Receptos CEO: Building for the long term

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Who can beat the 'superbug'?   

A year ago, Receptos was a billion-dollar company looking to compete with drugmakers sometimes a hundred times its size, in therapeutic areas already served by several medicines on the market. Since then, its shares have more than doubled to about $120, and analysts say they may have more room to run.

The company's strategy? Offering a potent benefit to what's already available in diseases from multiple sclerosis to ulcerative colitis to Crohn's disease. The company's lead compound, RPC1063, is furthest along in testing in MS. It will present more data this weekend from a study in ulcerative colitis, which causes inflammation in the digestive tract, which already drove the shares up 50 percent in October.


The drug works in a similar way to Novartis' Gilenya in multiple sclerosis—a market with 12 disease-modifying drugs already approved. Analysts say Receptos' medicine may work as well as Gilenya, but could come with fewer side effects.

"1063 may have similar efficacy to Gilenya with less hepatotoxicity and only a mild, benign first-dose heart rate effect," Joseph Schwartz, an analyst with Leerink Partners, wrote in a research note Thursday. Gilenya is associated with increased liver enzymes and requires monitoring for slowed heart rate on the first dose. Still, it draws more than $2 billion annually for the Swiss drugmaker.

Receptos' medicine is in the third and final stage of testing generally required for regulatory approval, with data expected in MS in 2017, CEO Faheem Hasnain said in a telephone interview Thursday. The company is also testing the compound in areas Gilenya isn't approved—ulcerative colitis and Crohn's disease—where it would compete with inflammatory drugs such as Johnson & Johnson's Remicade and AbbVie's Humira.

There, the advantage is that RPC1063 is a pill, rather than an infused drug like existing options.

"That differentiation is obvious," Hasnain said. "But our efficacy looks to be in line with those biologics, if not better."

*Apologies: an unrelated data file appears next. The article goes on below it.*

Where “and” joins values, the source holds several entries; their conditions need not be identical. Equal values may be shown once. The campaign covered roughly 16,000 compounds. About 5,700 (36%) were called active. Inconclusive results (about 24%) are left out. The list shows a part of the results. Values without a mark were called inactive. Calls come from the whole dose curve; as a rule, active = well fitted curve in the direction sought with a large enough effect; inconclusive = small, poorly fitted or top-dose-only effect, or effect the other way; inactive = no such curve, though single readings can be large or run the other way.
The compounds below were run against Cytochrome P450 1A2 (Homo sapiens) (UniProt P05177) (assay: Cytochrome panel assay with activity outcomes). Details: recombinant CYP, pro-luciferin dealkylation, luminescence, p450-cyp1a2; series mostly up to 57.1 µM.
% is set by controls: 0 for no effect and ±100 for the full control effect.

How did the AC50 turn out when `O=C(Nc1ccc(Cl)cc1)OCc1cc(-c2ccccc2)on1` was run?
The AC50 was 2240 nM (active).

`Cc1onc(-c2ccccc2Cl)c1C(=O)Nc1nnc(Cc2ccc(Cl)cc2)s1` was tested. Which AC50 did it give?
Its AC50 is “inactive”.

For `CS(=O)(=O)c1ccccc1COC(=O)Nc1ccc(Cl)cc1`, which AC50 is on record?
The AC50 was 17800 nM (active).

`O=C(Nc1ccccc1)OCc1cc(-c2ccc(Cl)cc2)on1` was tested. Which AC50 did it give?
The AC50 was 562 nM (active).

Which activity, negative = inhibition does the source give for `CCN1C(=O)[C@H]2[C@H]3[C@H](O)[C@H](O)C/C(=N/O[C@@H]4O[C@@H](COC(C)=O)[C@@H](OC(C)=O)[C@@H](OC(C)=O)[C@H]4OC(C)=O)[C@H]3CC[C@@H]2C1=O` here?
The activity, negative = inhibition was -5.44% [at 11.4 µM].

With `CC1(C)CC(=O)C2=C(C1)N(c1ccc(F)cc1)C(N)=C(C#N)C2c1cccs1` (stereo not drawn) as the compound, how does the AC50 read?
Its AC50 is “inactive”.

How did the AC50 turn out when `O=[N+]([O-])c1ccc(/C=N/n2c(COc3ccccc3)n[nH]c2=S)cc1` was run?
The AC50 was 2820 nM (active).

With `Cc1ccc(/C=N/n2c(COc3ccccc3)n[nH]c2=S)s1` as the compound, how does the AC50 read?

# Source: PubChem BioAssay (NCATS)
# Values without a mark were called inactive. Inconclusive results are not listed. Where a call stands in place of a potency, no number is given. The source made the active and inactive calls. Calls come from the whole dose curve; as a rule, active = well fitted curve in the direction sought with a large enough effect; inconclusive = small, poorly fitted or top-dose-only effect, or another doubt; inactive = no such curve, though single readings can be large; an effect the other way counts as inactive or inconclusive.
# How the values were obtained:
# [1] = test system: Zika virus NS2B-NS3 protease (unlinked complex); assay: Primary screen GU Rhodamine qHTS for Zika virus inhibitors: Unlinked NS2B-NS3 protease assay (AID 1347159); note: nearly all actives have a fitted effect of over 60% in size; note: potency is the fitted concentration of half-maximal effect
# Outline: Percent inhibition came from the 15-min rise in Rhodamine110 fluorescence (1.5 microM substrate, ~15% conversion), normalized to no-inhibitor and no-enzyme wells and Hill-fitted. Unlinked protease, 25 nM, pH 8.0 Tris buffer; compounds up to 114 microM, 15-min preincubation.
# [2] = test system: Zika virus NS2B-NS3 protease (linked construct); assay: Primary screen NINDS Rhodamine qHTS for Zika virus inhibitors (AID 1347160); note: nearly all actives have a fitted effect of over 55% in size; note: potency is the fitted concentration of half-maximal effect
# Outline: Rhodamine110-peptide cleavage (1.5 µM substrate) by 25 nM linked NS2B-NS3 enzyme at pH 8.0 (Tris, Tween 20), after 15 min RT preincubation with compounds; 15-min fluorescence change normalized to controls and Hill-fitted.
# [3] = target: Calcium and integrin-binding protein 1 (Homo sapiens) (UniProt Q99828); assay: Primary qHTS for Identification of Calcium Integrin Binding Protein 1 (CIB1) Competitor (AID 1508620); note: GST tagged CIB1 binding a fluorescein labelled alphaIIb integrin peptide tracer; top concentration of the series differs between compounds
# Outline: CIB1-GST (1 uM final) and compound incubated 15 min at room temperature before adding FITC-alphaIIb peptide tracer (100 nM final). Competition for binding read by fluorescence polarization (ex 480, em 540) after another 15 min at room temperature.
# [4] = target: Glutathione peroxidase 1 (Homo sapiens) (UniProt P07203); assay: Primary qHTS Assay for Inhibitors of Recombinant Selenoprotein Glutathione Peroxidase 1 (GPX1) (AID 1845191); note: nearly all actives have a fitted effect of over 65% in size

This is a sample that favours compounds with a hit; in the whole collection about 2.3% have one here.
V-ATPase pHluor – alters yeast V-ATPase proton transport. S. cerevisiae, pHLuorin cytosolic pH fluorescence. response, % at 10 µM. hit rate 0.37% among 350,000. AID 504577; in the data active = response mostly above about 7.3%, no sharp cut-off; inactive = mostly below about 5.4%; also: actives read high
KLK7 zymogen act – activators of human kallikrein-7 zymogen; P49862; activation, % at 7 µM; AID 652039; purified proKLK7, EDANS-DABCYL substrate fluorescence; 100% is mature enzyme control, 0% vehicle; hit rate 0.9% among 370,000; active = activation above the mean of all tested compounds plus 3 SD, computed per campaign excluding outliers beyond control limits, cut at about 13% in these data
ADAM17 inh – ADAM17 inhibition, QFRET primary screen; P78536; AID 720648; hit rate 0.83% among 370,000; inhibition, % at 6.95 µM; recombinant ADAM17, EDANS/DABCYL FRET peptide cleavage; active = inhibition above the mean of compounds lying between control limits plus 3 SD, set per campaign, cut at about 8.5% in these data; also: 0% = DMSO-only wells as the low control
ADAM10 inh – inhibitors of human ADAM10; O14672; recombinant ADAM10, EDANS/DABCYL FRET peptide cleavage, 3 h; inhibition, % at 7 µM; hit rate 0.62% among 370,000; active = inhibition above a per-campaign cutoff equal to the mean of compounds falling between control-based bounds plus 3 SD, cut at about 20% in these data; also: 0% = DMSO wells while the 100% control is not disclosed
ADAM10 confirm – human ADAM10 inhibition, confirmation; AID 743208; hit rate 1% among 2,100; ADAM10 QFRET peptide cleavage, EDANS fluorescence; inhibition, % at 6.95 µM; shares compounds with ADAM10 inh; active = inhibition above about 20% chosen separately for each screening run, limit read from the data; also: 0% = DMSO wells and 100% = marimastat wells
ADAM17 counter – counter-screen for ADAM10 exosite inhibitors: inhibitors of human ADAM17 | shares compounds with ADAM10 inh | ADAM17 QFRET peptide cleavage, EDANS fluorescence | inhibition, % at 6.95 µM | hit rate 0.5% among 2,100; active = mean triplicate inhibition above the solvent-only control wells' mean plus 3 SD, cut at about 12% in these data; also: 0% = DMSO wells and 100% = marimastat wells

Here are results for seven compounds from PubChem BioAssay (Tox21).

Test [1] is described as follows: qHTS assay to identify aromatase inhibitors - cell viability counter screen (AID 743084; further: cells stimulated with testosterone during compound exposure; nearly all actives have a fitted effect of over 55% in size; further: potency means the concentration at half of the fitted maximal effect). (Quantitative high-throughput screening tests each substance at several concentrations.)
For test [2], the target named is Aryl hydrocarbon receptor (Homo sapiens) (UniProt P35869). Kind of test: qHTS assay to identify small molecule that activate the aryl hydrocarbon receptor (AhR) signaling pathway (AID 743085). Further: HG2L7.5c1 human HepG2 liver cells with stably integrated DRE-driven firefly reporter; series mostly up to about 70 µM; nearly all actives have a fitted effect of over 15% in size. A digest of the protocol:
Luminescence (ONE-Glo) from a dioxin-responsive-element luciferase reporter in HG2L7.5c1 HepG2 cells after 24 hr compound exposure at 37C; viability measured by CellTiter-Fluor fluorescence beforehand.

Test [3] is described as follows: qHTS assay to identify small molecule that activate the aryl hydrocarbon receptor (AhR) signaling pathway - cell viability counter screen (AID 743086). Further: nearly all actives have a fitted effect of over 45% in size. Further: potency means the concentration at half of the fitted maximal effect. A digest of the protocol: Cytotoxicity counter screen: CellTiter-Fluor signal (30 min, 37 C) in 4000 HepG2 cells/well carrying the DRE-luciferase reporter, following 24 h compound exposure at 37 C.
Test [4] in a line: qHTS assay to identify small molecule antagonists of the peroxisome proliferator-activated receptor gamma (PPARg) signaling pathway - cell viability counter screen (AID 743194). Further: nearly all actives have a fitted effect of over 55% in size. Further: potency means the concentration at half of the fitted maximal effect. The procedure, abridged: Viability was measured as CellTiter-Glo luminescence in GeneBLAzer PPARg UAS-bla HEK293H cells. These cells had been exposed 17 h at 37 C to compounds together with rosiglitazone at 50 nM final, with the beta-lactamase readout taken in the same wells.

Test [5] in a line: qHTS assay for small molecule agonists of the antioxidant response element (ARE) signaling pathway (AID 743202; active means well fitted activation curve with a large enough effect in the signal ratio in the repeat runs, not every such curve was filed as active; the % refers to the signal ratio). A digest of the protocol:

The data reported in October from a mid-stage study in ulcerative colitis, a chronic inflammatory bowel disease that may affect as many as 700,000 people in the U.S., were "arguably about as good as it gets," Hasnain said. The company is due to present additional data from the study Saturday at the European Crohn's and Colitis Organisation meeting.

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Credit Suisse analyst Ravi Mehrotra raised his price target on Receptos shares ahead of the presentation, to $140 from $125, and estimates peak sales of the drug, in all indications, of $4 billion. He noted a 22 percent difference between RPC1063 and placebo in mucosal healing, an important measure of disease activity.

The next question for Receptos is timing for a partnership to help it sell the drug, or whether an acquirer may look to buy the whole company. Receptos has been the target of takeout speculation before, though Hasnain said he's not building the company with an eye on a buyout.

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"We are going to be looking at the possibility of partnering to ensure that we've got as rapid an uptake as possible, especially in the MS space, given that it's more competitive," Hasnain said. "We certainly think it would be appropriate for a company like Receptos to be doing that alongside a good, strong, global partner. But it is our intent to build out a commercial infrastructure globally."

As for takeout speculation?

"There's only one strategy to run a business, and that is to try to think about building for the long term," Hasnain said. "Everything we've been doing from the get-go is all about building a sustainable business."